The Swiss-based company, which created an industry giant through the merger between Glencore and Xstrata, says the repurchasing of shares will run through the end of March.
In its financial statement released Wednesday, the company says its adjusted net profit was $2.01 billion in the first six months of the year, up from a restated $1.86 billion in the comparable period of 2013.
Dominion Resources has filed papers with the Federal Energy Regulatory Commission, asking for a start to the review process for the proposed 550-mile natural gas Atlantic Coast Pipeline, The Associated Press reports.
Federal agencies have reduced their greenhouse gas emissions 17 percent compared to levels in 2008, according to the White House Council on Environmental Quality, but they also remain vulnerable to the effects of climate change in different ways, National Journal reports.
As part of their fight to become the top-ranking Democrat on the House Energy and Commerce Committee, Rep. Frank Pallone of New Jersey and Rep Anna Eshoo of California have raised and distributed more than $1.2 million to their colleagues during this election cycle, National Journal reports.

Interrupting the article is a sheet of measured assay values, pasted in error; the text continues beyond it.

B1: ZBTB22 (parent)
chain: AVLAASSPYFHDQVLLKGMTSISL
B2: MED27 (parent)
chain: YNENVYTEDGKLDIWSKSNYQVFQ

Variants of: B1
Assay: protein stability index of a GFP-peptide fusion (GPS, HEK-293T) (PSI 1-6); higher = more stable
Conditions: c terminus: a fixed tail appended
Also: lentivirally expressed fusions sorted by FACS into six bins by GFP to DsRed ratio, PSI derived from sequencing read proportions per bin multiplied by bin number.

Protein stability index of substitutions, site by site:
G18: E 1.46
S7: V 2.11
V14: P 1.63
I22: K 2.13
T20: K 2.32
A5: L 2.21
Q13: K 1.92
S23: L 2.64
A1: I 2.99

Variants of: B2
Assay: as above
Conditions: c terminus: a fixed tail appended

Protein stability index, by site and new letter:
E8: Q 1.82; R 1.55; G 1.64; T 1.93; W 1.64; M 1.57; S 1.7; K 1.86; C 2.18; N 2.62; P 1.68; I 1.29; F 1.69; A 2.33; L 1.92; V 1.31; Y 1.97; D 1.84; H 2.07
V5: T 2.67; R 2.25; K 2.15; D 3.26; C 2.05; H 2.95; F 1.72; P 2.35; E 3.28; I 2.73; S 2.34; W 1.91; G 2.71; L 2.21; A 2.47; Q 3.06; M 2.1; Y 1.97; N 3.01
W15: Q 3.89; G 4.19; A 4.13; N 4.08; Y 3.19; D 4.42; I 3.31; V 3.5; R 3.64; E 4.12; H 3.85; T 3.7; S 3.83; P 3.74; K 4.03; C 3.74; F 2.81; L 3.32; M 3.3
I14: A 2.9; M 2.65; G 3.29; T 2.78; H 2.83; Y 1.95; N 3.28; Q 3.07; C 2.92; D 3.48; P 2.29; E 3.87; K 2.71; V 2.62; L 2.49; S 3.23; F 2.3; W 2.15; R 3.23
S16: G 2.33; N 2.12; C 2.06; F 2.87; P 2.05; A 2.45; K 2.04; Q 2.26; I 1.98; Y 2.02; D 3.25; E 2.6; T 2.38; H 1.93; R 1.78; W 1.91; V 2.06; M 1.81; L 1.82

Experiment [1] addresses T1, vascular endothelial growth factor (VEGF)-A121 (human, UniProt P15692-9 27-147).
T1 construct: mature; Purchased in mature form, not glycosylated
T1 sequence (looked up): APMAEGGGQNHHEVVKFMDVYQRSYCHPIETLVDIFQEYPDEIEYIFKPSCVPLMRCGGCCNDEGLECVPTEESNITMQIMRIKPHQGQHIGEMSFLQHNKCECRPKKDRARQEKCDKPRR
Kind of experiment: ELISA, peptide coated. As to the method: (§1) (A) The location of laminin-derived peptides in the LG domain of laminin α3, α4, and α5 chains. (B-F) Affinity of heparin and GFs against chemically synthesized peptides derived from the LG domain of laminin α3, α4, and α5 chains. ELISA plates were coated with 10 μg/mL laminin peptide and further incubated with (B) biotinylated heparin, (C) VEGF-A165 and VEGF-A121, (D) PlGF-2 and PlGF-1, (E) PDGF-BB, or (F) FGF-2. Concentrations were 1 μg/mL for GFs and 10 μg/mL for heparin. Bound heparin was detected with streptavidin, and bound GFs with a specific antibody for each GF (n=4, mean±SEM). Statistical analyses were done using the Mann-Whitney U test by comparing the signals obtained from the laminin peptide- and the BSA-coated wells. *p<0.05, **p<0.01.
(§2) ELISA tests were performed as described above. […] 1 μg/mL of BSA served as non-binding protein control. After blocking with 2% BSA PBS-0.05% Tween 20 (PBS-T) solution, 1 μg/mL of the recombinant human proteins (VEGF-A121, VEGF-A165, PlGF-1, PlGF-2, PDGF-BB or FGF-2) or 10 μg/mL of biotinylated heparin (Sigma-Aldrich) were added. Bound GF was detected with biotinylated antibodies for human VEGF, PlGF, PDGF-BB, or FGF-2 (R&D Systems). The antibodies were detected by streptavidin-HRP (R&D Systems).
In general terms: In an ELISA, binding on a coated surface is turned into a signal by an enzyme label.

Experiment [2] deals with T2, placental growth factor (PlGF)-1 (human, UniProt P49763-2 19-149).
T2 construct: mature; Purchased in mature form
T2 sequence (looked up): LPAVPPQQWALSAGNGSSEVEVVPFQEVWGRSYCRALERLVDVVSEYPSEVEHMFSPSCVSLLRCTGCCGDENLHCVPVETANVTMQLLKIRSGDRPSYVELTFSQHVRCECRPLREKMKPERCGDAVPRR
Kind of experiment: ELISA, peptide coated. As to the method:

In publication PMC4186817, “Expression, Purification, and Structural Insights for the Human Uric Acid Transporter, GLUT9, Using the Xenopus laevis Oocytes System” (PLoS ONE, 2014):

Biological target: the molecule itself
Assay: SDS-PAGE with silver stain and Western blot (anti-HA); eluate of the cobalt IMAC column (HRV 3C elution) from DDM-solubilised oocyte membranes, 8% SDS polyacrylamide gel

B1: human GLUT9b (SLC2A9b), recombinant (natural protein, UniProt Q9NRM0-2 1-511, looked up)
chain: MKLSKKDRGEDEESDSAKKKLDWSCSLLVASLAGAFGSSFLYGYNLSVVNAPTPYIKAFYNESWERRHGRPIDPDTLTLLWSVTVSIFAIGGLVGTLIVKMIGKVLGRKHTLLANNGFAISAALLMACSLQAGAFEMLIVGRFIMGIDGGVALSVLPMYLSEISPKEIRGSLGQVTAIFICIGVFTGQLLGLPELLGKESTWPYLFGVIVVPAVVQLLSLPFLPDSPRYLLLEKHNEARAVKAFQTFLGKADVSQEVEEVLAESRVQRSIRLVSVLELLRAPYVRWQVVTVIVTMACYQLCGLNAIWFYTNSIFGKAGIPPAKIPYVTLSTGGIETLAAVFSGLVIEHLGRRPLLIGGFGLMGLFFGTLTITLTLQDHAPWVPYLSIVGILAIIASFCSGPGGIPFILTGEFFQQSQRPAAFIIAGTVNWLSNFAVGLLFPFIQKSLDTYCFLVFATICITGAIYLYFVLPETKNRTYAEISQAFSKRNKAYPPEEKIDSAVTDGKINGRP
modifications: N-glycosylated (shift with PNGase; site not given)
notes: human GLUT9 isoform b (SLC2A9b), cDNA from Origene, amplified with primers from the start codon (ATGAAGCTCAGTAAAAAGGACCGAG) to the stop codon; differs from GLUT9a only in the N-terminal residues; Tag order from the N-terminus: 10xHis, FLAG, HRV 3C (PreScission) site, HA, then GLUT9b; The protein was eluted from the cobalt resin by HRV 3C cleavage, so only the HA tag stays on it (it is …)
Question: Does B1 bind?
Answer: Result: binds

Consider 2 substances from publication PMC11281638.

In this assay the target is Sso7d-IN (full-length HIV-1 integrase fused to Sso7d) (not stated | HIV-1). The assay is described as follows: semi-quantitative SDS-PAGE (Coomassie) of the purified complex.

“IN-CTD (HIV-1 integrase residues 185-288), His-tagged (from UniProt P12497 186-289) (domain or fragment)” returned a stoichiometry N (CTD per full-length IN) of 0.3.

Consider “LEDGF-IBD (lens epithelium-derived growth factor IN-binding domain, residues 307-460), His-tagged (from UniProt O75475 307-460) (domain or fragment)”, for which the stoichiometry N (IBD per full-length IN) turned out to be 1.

Scientists at the National Institute of Standards and Technology and the National Oceanic and Atmospheric Administration are working on a technique using lasers that would more accurately measure greenhouse gas concentrations, E&E reports.
News of production increases in the U.S. and among OPEC members weighed on oil prices Friday. West Texas Intermediate crude for December delivery finished the Nymex session down 58 cents to $80.54 a barrel, a drop of 12 percent over the whole of October, while in London Brent lost 38 cents to settle at $85.86, Bloomberg reports.
Increased demand is leading SolarWorld Americas to spend $10 million expanding its solar modules plant, and the company announced it will be hiring 200 additional workers as well, The New York Times reports.
To encourage the development of advanced nuclear reactors – anticipated to be more efficient – the Department of Energy is spending $13 million to help major companies including AREVA, GE Hitachi and Westinghouse in their research of the technology, The Hill reports.